The guideline further states that “immediate investigative action shall be taken if either E. coli or total coliform bacteria are detected.” “The minimum action in the case of total coliform bacteria is repeat sampling; if these bacteria are detected in the repeat sample, the cause shall be determined by immediate further investigation.”

The presence of E. coli in water is reportedly a strong indication of recent sewage or contamination by human or animal waste.

At Ramanthali, out of 22 open wells officially tested, it has been found that 18 have been polluted, said Chandran Kodakkal, a resident who is actively participating in the protest.

Ramanthali panchayat president M.V. Govindan. Credit: Muhammed Sabith

V. Govindan, president of the Ramanthali panchayat, speaking to The Wire on April 22, said that the number of wells – or, the amount of ground water – that the STP could spoil could be even higher because of the geographical characteristics of his panchayat.

“Ramanthali should have been a tourist place. But we welcomed the naval academy (years ago). There were many expectations, like on jobs, among the locals, even though around 600 families were displaced for the academy. But, what we finally got is a big zero. We lost many things. Our lives changed. Now we are losing our water and environment too,” Kodakkal said.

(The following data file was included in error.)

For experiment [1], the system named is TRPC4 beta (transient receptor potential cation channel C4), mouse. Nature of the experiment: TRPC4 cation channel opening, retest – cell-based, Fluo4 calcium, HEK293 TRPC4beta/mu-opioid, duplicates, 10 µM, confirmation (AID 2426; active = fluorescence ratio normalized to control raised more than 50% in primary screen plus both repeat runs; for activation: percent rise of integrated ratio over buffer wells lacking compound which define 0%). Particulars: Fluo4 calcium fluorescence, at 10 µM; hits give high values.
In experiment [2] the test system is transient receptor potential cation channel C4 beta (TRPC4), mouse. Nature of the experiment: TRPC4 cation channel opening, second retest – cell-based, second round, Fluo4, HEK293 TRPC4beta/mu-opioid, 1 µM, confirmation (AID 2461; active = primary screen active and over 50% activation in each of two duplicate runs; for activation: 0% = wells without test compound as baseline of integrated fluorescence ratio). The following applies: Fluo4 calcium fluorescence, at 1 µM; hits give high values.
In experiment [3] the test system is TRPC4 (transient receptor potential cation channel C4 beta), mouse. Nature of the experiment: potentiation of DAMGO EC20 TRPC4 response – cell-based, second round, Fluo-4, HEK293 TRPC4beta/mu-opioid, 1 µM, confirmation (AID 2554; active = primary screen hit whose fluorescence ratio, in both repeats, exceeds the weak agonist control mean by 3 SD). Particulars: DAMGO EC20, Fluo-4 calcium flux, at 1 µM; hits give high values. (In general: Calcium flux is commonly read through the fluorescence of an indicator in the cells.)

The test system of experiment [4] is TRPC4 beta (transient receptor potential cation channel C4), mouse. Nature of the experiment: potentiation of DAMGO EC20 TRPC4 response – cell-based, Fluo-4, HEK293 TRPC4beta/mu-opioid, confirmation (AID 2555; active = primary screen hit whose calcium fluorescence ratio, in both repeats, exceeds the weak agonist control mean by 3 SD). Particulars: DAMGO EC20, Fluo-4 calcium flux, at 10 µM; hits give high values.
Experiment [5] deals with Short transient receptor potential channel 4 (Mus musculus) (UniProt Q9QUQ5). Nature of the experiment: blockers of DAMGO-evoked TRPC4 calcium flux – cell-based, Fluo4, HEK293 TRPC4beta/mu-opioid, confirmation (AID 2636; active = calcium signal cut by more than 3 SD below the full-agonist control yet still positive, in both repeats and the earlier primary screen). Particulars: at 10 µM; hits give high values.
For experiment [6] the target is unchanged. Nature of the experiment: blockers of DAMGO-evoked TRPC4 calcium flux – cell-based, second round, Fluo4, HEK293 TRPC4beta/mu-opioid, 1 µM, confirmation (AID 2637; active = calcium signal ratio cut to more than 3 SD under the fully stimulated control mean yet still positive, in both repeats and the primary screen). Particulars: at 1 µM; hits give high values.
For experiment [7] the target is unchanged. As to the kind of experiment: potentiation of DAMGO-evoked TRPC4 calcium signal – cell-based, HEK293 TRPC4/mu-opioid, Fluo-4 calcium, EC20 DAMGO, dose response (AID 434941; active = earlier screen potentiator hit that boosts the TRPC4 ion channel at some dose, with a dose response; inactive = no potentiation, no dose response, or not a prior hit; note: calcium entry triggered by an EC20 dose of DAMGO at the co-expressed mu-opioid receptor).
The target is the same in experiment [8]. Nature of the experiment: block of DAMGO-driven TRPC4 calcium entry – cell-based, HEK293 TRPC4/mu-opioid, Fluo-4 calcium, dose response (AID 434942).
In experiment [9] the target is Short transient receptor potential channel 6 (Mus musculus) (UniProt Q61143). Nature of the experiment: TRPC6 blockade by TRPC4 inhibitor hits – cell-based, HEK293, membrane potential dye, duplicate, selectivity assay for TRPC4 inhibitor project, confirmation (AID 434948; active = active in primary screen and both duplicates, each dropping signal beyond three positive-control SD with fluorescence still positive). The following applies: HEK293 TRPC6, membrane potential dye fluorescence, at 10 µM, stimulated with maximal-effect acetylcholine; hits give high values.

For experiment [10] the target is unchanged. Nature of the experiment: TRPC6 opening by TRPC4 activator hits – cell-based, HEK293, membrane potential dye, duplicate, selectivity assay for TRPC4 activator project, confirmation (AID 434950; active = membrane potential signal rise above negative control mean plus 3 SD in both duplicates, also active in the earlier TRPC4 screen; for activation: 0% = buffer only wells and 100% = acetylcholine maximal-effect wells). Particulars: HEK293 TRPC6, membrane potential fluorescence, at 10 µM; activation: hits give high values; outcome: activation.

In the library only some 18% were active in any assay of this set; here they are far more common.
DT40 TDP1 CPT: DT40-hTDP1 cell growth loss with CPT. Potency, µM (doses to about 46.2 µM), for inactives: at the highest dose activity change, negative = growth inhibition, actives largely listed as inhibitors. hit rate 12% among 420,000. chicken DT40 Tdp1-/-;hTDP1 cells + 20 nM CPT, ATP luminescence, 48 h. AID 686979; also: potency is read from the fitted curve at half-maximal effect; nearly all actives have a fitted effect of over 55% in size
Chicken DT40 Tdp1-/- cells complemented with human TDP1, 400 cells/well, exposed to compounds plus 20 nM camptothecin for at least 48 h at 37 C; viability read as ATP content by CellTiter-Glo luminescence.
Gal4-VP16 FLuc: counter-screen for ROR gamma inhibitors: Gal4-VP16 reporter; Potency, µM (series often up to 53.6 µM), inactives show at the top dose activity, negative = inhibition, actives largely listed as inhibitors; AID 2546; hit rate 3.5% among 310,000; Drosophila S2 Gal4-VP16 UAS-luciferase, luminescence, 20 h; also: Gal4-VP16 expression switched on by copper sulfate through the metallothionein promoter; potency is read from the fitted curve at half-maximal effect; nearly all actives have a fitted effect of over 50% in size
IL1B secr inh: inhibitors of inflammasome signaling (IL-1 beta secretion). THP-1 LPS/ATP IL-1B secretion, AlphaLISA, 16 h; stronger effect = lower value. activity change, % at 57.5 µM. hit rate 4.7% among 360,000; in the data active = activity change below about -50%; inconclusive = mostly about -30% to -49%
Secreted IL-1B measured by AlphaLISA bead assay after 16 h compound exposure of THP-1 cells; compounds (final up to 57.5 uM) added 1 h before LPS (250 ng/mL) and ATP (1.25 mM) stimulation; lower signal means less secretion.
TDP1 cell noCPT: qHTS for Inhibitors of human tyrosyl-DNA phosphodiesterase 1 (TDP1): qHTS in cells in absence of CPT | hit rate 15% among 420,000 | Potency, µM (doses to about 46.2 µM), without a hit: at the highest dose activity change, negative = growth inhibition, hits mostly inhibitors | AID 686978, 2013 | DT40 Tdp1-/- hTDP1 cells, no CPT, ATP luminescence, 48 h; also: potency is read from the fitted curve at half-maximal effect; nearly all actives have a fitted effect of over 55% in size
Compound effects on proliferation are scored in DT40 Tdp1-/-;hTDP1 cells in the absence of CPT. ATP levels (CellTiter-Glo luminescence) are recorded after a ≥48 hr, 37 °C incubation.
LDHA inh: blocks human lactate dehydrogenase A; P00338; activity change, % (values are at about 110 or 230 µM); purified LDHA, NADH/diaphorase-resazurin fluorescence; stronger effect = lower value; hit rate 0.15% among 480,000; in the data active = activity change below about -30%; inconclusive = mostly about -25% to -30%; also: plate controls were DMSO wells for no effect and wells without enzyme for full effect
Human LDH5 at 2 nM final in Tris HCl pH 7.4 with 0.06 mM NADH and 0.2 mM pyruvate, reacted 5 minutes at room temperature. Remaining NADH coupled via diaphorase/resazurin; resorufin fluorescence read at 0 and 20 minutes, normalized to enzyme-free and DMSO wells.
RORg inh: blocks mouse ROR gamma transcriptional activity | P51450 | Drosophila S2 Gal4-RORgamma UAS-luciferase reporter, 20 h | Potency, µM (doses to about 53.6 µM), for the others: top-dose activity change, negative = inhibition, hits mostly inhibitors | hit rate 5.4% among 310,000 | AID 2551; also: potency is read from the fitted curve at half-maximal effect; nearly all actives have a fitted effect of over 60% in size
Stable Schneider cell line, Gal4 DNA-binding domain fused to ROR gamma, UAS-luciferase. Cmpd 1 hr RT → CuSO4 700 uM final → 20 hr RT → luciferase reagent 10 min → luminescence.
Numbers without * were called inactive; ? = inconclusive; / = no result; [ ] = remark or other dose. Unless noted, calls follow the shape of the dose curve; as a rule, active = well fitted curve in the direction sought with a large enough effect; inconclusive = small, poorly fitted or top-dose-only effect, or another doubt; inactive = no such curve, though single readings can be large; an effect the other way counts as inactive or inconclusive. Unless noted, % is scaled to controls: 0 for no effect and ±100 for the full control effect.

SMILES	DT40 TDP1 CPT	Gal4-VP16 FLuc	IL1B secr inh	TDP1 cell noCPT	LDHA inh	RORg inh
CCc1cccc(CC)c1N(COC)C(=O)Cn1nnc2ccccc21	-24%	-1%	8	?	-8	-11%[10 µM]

“The water in our well was pure. But now we don’t use it. We now depend on the water the authorities provide us,” said K.P. Janaki Amma, a Ramanthali resident whose well has been officially confirmed as polluted with coliform bacteria.

She said that her neighbours were the first to notice the contamination of their wells, and initially did not know the reason behind it. Janaki Amma, a mother of four, also said that the families in the area are suffering from a “terribly foul” smell that the STP emits, especially at night.

“We have become hopeless,” she said. “We first sacrificed our home and two acres of land for the naval academy for its establishment. It was a big sacrifice. Now we are suffering again. Our water and air are polluted. They (the INA) don’t care.”

Expressing his helplessness, the panchayat president said the issue has become the source of “permanent dejection” for his people. “People get scared while they see their water level increase during summer. We asked the naval academy to shift their plant from its current location. We continue to demand this. There are more suitable places within the naval camp for the plant. For example, there are acres of land on its western side close to the sea and river, where no one resides. Why can’t the STP be moved to there? But to whom we should tell this? They (the INA) do not consider this as a serious issue. They act as they wish,” he added.

Echoing Janaki Amma, Govindan also said that the people of Ramanthali have already sacrificed a lot for the establishment of the naval academy. “We have given them 2,600 acres of our land, including the most fertile paddy fields where farmers used to reap thrice a year,” he said. “The government’s compensation for the locals was far from adequate.”